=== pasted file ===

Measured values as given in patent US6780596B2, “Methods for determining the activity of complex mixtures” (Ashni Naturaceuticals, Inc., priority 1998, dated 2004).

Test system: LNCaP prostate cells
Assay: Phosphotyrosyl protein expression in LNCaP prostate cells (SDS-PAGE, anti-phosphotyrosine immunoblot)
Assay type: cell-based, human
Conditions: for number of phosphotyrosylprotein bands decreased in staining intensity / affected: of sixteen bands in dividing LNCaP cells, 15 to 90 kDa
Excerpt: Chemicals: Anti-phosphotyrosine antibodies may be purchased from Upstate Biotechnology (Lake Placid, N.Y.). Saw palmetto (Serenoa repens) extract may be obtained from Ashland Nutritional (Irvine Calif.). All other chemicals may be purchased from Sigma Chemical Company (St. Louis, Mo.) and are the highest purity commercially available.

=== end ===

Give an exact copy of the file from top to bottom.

Measured values as given in patent US6780596B2, “Methods for determining the activity of complex mixtures” (Ashni Naturaceuticals, Inc., priority 1998, dated 2004).

Test system: LNCaP prostate cells
Assay: Phosphotyrosyl protein expression in LNCaP prostate cells (SDS-PAGE, anti-phosphotyrosine immunoblot)
Assay type: cell-based, human
Conditions: for number of phosphotyrosylprotein bands decreased in staining intensity / affected: of sixteen bands in dividing LNCaP cells, 15 to 90 kDa
Excerpt: Chemicals: Anti-phosphotyrosine antibodies may be purchased from Upstate Biotechnology (Lake Placid, N.Y.). Saw palmetto (Serenoa repens) extract may be obtained from Ashland Nutritional (Irvine Calif.). All other chemicals may be purchased from Sigma Chemical Company (St. Louis, Mo.) and are the highest purity commercially available.